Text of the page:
One my favorite books is “Purple Cow” by Seth Godin. Sounds a little like a children’s book, but the premise of this marketing classic is that brown cows are not very interesting. Purple cows, on the other hand, are remarkable. They get people talking. Godin suggests that in order to stand out in business, you need to become a “purple cow.”
I saw this in action during a recent vacation in Door County, Wisconsin. We were at the famous Al Johnson’s restaurant, where they have goats hanging out on the grass-covered roof. We happened to be seated near a window where we could watch passersby looking at the goats. Almost everyone was taking pictures, their smiling faces lit with joy.
I guarantee you that if the same group of goats were in a fenced-in paddock a half mile down the road, there would be no crowd, no cameras, no joy. But on the bright green roof of a restaurant on a busy street in the middle of town? Different story.
By the way, the food is also amazing — I highly recommend the Swedish pancakes — but so is the food at many restaurants. That’s table stakes if you want to stay open for the long haul.
I can’t help but wonder why more businesses don’t try to be more…purple. Seems like a pretty cost-effective way to grow a business. Are they too afraid to deviate from the norm? Have they fallen for the lie that they aren’t creative? Worried they’ll be seen as weird?
I also wondered if there were any lessons that didn’t have anything to do with business.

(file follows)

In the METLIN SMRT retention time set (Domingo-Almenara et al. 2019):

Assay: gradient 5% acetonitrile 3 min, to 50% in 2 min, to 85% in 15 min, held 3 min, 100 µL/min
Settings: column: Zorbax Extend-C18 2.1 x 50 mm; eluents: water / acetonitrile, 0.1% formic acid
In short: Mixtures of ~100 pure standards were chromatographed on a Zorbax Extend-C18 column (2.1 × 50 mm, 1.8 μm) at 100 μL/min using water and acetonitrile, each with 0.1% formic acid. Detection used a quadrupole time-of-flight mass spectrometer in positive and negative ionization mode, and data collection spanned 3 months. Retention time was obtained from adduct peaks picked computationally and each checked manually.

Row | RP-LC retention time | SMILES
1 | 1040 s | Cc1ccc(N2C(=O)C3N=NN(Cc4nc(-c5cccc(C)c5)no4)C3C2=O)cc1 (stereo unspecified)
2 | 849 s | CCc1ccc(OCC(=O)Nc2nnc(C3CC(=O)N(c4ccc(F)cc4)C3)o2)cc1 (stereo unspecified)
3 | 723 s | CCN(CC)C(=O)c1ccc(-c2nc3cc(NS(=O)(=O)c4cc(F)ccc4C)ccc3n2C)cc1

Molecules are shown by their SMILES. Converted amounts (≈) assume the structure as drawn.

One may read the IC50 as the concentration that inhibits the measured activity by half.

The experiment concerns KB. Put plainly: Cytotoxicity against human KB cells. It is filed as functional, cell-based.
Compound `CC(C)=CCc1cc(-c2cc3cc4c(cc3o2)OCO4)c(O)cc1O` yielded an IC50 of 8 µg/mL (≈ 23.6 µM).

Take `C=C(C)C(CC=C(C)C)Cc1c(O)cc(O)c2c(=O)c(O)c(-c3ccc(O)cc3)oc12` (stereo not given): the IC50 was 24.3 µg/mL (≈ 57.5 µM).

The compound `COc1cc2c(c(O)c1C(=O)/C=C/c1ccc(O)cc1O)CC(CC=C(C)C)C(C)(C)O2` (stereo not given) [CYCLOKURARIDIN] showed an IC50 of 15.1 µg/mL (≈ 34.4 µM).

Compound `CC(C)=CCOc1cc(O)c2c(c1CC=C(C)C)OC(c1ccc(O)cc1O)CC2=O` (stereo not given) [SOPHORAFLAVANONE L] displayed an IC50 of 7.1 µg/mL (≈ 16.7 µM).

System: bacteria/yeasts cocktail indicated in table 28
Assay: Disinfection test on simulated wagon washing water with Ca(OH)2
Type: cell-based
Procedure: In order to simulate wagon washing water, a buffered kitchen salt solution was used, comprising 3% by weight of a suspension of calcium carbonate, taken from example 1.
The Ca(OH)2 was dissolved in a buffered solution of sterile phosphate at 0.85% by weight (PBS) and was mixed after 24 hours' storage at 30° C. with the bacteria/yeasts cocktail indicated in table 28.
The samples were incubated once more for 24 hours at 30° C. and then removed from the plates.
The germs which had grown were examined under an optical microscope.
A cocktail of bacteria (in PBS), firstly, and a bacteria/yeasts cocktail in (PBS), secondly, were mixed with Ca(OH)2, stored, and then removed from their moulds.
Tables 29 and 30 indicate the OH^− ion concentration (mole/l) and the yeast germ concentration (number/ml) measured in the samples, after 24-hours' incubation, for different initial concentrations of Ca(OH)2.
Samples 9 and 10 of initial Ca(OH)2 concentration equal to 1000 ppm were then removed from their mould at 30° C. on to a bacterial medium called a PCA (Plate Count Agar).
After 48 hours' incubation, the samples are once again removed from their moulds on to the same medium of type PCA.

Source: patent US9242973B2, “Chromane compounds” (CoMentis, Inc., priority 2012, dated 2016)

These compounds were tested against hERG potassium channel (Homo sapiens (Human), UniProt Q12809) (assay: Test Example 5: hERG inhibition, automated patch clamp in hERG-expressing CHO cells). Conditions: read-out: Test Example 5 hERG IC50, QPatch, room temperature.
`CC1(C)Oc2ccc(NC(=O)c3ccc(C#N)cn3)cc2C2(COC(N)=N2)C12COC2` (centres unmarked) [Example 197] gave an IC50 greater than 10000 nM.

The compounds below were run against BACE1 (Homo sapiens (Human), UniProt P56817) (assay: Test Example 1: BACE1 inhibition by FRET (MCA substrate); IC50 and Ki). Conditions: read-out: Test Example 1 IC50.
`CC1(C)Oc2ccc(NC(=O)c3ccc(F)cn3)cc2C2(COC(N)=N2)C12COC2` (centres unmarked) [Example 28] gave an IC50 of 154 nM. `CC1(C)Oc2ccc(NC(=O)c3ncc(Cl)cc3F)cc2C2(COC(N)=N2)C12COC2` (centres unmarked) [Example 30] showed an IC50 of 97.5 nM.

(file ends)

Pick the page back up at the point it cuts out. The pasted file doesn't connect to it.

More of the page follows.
Then I thought of my friend Jenna’s third grade teacher. Mrs. Wancho’s classroom featured an old claw-footed bathtub next to the window, lined with comfortable pillows, which was designated as a cozy reading nook that could accommodate up to three kids at once. This made such an impact on Jenna that decades later, she still talks about it to this day, and I’m sure helped contribute to her lifelong love of reading.
Now that’s a purple teacher.
Notice that it wasn’t a particularly daunting thing to do, adding an unusual reading area to a classroom. There was no grant needed or permit required.
It excites me to think about what a “purple” nurse could look like. Or a purple plumber, doctor, office manager, bus driver, waitress, pharmacist, insurance agent — you name it!
Being “purple” is a great way to stand out and drive profits, but it’s also a great way to increase engagement, foster teamwork, inspire joy and, well, make life more fun. (Not to think of the damage it does to Adultitis and its grand schemes!)
This week, I challenge you to be a little bit more purple in a way that impacts others. You don’t have to think big, just…purple. There’s a chance you might have to break a rule that doesn’t exist (“Restauants shalt not keep livestock on their roof”), but I’ll bet you can think of something that wouldn’t cost much money or time. The price is merely a bit of mindfulness and a willingness to tinker.
In fact, I’ve got prizes ready for anyone who reports back to tell me something purple they did this week!
Goats not required to win.